40 years later: The Power Broker

Published in 1974, by Robert Caro, because:

“That was one of the transformational moments of my life,” Caro said years later. It led him to think about Moses for the first time. “I got in the car and drove home to Long Island, and I kept thinking to myself: ‘Everything you’ve been doing is baloney. You’ve been writing under the belief that power in a democracy comes from the ballot box. But here’s a guy who has never been elected to anything, who has enough power to turn the entire state around, and you don’t have the slightest idea how he got it.'”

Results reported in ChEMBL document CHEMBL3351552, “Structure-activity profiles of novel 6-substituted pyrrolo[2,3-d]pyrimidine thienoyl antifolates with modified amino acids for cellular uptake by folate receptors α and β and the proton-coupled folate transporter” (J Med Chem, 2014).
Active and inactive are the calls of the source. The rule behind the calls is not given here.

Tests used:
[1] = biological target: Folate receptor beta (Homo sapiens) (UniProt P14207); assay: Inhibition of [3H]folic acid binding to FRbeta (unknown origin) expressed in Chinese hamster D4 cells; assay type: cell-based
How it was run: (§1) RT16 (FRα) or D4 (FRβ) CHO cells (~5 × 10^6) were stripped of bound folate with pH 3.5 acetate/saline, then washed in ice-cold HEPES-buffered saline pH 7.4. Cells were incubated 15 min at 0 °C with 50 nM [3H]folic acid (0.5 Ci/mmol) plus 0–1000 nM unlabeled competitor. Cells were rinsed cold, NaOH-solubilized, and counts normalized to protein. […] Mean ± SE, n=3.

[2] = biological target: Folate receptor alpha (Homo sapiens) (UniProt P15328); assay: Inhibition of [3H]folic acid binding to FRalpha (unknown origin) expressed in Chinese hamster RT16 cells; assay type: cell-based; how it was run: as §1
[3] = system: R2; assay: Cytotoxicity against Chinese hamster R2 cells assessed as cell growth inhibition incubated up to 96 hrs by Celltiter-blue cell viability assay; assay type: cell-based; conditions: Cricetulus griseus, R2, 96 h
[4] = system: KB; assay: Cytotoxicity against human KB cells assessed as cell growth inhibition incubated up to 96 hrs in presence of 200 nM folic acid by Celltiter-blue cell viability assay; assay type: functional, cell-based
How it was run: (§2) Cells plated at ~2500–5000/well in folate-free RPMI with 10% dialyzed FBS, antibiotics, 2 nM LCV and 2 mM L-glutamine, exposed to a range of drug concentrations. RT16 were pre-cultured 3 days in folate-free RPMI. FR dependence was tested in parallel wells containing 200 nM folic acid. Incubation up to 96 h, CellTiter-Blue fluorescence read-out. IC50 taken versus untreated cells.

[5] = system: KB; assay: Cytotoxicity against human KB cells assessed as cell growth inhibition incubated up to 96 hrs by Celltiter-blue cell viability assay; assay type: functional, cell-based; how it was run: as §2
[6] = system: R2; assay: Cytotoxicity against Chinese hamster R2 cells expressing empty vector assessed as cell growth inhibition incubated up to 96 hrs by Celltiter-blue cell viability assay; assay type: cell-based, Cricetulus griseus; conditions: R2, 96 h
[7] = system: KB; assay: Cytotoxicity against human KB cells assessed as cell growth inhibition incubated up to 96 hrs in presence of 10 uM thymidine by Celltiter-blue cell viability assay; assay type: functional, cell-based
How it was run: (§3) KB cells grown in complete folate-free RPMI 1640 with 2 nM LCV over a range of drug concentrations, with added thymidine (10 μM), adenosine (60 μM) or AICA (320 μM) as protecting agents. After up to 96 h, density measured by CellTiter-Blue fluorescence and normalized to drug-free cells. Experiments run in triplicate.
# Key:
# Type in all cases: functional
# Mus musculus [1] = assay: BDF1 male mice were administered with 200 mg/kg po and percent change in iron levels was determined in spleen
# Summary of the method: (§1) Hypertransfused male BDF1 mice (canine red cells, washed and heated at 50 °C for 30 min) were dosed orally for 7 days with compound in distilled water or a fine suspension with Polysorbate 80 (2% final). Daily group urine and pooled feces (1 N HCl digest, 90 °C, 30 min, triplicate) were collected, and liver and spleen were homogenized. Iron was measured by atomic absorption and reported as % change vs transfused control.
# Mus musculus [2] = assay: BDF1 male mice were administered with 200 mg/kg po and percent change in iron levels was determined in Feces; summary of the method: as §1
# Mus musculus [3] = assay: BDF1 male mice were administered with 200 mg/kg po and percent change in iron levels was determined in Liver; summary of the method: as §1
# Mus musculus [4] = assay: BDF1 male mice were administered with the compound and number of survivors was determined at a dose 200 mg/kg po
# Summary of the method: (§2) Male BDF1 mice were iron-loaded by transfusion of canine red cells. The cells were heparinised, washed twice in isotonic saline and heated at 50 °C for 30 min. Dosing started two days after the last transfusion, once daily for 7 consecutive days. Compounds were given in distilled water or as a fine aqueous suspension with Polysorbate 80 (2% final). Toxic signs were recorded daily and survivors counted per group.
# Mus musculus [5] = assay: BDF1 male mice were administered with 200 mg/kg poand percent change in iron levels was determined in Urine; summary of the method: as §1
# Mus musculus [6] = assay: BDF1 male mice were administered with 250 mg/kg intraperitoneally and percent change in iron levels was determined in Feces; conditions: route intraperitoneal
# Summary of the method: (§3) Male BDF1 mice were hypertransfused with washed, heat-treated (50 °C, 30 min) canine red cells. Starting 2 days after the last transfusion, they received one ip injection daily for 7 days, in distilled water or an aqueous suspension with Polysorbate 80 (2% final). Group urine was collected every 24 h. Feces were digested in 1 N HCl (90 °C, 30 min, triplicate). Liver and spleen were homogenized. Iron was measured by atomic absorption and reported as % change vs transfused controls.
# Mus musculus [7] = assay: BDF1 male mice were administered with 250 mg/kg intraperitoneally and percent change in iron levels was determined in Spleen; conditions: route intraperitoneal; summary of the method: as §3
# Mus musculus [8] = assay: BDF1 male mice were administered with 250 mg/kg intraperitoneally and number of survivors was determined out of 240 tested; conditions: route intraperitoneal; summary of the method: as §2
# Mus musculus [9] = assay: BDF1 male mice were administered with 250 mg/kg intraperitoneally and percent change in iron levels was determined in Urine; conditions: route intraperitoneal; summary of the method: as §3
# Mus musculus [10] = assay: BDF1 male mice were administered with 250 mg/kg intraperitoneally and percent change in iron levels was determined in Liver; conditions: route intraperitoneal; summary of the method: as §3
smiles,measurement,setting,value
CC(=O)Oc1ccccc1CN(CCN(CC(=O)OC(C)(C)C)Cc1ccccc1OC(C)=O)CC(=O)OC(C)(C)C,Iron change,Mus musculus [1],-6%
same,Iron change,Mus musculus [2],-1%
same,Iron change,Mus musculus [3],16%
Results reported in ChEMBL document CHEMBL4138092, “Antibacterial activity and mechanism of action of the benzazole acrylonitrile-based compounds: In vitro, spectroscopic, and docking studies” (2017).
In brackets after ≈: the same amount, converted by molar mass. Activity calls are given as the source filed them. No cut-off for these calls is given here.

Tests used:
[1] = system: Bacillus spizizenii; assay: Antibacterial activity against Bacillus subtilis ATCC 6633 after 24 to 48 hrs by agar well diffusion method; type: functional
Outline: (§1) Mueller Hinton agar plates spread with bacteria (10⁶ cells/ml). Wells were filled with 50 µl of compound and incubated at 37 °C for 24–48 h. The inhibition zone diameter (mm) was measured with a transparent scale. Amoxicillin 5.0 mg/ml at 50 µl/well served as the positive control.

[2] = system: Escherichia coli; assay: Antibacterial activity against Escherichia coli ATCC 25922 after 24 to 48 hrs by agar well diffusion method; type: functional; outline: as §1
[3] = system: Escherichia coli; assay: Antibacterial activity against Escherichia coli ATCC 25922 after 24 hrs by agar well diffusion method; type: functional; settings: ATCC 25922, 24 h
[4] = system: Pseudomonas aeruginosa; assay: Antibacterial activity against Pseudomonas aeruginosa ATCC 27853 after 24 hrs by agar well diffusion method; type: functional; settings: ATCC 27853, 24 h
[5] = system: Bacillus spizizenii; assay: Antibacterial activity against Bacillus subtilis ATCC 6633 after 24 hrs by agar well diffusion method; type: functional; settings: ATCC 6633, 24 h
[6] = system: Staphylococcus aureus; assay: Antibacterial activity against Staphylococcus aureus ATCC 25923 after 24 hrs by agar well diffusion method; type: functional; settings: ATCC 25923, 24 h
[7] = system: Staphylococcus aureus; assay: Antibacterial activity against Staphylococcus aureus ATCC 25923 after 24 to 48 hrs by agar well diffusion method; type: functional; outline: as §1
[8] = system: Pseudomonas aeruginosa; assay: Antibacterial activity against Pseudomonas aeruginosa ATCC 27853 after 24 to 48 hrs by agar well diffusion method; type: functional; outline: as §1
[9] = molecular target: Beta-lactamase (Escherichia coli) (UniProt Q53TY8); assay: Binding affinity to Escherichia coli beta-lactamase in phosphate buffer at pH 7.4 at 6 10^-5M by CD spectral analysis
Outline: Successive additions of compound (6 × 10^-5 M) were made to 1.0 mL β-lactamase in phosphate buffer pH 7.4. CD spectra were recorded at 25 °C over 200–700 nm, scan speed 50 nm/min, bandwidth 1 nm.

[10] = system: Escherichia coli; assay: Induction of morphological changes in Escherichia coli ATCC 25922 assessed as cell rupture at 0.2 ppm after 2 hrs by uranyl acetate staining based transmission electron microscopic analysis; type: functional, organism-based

In my opinion, The Power Broker remains the most important narrative study of the power of bureaucrats ever written.

Even with hundreds of thousands of observations from multiple waves of the Federal Employee Viewpoint Survey and its predecessors, I doubt anyone cutting big datasets will ever produce something with the lasting impact of this book.